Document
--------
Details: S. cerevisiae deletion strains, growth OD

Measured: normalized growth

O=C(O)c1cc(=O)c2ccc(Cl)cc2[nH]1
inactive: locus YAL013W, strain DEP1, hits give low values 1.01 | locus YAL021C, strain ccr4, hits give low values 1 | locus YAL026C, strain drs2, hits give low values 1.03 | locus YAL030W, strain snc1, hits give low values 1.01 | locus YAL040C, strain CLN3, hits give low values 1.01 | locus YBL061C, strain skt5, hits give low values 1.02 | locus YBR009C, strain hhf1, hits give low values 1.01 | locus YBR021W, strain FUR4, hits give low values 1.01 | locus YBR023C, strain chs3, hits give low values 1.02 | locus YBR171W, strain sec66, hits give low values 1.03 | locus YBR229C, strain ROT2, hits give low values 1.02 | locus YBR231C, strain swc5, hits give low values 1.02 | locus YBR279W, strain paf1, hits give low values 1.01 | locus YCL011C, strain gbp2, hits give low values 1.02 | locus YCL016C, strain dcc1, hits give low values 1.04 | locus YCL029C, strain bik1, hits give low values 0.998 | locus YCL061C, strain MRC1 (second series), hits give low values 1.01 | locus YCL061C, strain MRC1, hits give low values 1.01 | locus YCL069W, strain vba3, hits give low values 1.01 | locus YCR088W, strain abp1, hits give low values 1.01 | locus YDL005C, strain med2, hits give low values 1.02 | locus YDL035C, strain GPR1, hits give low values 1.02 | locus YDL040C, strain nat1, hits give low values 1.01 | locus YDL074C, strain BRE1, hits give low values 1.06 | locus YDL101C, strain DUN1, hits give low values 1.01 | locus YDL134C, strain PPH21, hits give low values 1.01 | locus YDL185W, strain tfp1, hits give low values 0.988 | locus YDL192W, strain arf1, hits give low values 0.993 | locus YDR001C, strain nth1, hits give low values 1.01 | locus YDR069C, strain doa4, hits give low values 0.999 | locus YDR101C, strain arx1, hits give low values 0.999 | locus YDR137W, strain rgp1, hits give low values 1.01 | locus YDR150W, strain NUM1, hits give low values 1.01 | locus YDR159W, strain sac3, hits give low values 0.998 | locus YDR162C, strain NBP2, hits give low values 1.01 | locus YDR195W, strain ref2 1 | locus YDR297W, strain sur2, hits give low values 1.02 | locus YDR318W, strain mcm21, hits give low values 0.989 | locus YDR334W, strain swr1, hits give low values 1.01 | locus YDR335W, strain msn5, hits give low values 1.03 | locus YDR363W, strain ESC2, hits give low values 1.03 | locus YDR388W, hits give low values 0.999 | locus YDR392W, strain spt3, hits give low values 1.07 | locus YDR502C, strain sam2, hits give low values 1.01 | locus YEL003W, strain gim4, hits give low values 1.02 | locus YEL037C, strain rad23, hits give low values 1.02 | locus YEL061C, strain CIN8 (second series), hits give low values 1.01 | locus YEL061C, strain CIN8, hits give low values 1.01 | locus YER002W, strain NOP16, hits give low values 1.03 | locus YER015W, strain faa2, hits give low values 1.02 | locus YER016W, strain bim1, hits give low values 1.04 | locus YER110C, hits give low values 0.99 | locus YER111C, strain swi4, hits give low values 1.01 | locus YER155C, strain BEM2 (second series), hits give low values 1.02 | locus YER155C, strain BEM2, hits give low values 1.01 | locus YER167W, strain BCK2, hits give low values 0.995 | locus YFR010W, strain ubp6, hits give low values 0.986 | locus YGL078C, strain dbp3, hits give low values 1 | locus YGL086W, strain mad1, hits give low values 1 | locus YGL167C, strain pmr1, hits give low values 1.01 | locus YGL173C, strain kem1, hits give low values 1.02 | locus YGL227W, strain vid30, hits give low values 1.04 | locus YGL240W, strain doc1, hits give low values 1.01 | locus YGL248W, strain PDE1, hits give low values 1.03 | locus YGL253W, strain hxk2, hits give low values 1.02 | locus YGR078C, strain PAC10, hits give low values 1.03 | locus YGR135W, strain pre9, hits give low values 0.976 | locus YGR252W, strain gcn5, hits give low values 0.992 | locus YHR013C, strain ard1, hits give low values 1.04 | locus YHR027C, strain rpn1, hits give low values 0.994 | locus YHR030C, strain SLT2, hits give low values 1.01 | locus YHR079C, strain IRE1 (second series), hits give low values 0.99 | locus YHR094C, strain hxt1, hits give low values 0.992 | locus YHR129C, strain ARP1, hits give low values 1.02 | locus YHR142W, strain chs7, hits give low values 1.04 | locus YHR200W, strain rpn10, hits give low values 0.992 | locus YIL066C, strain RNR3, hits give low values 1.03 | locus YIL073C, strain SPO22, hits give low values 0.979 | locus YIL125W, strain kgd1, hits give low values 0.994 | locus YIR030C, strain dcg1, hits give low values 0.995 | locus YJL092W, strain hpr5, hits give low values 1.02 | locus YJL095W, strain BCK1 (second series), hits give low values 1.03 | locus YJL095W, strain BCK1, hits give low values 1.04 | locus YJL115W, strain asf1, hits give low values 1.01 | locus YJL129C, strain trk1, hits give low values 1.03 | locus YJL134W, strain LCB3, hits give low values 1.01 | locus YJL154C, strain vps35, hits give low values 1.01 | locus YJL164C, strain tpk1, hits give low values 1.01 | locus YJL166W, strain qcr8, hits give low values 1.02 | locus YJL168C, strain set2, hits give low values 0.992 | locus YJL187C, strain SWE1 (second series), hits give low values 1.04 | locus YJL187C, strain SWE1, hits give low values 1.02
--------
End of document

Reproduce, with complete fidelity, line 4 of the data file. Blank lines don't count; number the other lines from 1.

inactive: locus YAL013W, strain DEP1, hits give low values 1.01 | locus YAL021C, strain ccr4, hits give low values 1 | locus YAL026C, strain drs2, hits give low values 1.03 | locus YAL030W, strain snc1, hits give low values 1.01 | locus YAL040C, strain CLN3, hits give low values 1.01 | locus YBL061C, strain skt5, hits give low values 1.02 | locus YBR009C, strain hhf1, hits give low values 1.01 | locus YBR021W, strain FUR4, hits give low values 1.01 | locus YBR023C, strain chs3, hits give low values 1.02 | locus YBR171W, strain sec66, hits give low values 1.03 | locus YBR229C, strain ROT2, hits give low values 1.02 | locus YBR231C, strain swc5, hits give low values 1.02 | locus YBR279W, strain paf1, hits give low values 1.01 | locus YCL011C, strain gbp2, hits give low values 1.02 | locus YCL016C, strain dcc1, hits give low values 1.04 | locus YCL029C, strain bik1, hits give low values 0.998 | locus YCL061C, strain MRC1 (second series), hits give low values 1.01 | locus YCL061C, strain MRC1, hits give low values 1.01 | locus YCL069W, strain vba3, hits give low values 1.01 | locus YCR088W, strain abp1, hits give low values 1.01 | locus YDL005C, strain med2, hits give low values 1.02 | locus YDL035C, strain GPR1, hits give low values 1.02 | locus YDL040C, strain nat1, hits give low values 1.01 | locus YDL074C, strain BRE1, hits give low values 1.06 | locus YDL101C, strain DUN1, hits give low values 1.01 | locus YDL134C, strain PPH21, hits give low values 1.01 | locus YDL185W, strain tfp1, hits give low values 0.988 | locus YDL192W, strain arf1, hits give low values 0.993 | locus YDR001C, strain nth1, hits give low values 1.01 | locus YDR069C, strain doa4, hits give low values 0.999 | locus YDR101C, strain arx1, hits give low values 0.999 | locus YDR137W, strain rgp1, hits give low values 1.01 | locus YDR150W, strain NUM1, hits give low values 1.01 | locus YDR159W, strain sac3, hits give low values 0.998 | locus YDR162C, strain NBP2, hits give low values 1.01 | locus YDR195W, strain ref2 1 | locus YDR297W, strain sur2, hits give low values 1.02 | locus YDR318W, strain mcm21, hits give low values 0.989 | locus YDR334W, strain swr1, hits give low values 1.01 | locus YDR335W, strain msn5, hits give low values 1.03 | locus YDR363W, strain ESC2, hits give low values 1.03 | locus YDR388W, hits give low values 0.999 | locus YDR392W, strain spt3, hits give low values 1.07 | locus YDR502C, strain sam2, hits give low values 1.01 | locus YEL003W, strain gim4, hits give low values 1.02 | locus YEL037C, strain rad23, hits give low values 1.02 | locus YEL061C, strain CIN8 (second series), hits give low values 1.01 | locus YEL061C, strain CIN8, hits give low values 1.01 | locus YER002W, strain NOP16, hits give low values 1.03 | locus YER015W, strain faa2, hits give low values 1.02 | locus YER016W, strain bim1, hits give low values 1.04 | locus YER110C, hits give low values 0.99 | locus YER111C, strain swi4, hits give low values 1.01 | locus YER155C, strain BEM2 (second series), hits give low values 1.02 | locus YER155C, strain BEM2, hits give low values 1.01 | locus YER167W, strain BCK2, hits give low values 0.995 | locus YFR010W, strain ubp6, hits give low values 0.986 | locus YGL078C, strain dbp3, hits give low values 1 | locus YGL086W, strain mad1, hits give low values 1 | locus YGL167C, strain pmr1, hits give low values 1.01 | locus YGL173C, strain kem1, hits give low values 1.02 | locus YGL227W, strain vid30, hits give low values 1.04 | locus YGL240W, strain doc1, hits give low values 1.01 | locus YGL248W, strain PDE1, hits give low values 1.03 | locus YGL253W, strain hxk2, hits give low values 1.02 | locus YGR078C, strain PAC10, hits give low values 1.03 | locus YGR135W, strain pre9, hits give low values 0.976 | locus YGR252W, strain gcn5, hits give low values 0.992 | locus YHR013C, strain ard1, hits give low values 1.04 | locus YHR027C, strain rpn1, hits give low values 0.994 | locus YHR030C, strain SLT2, hits give low values 1.01 | locus YHR079C, strain IRE1 (second series), hits give low values 0.99 | locus YHR094C, strain hxt1, hits give low values 0.992 | locus YHR129C, strain ARP1, hits give low values 1.02 | locus YHR142W, strain chs7, hits give low values 1.04 | locus YHR200W, strain rpn10, hits give low values 0.992 | locus YIL066C, strain RNR3, hits give low values 1.03 | locus YIL073C, strain SPO22, hits give low values 0.979 | locus YIL125W, strain kgd1, hits give low values 0.994 | locus YIR030C, strain dcg1, hits give low values 0.995 | locus YJL092W, strain hpr5, hits give low values 1.02 | locus YJL095W, strain BCK1 (second series), hits give low values 1.03 | locus YJL095W, strain BCK1, hits give low values 1.04 | locus YJL115W, strain asf1, hits give low values 1.01 | locus YJL129C, strain trk1, hits give low values 1.03 | locus YJL134W, strain LCB3, hits give low values 1.01 | locus YJL154C, strain vps35, hits give low values 1.01 | locus YJL164C, strain tpk1, hits give low values 1.01 | locus YJL166W, strain qcr8, hits give low values 1.02 | locus YJL168C, strain set2, hits give low values 0.992 | locus YJL187C, strain SWE1 (second series), hits give low values 1.04 | locus YJL187C, strain SWE1, hits give low values 1.02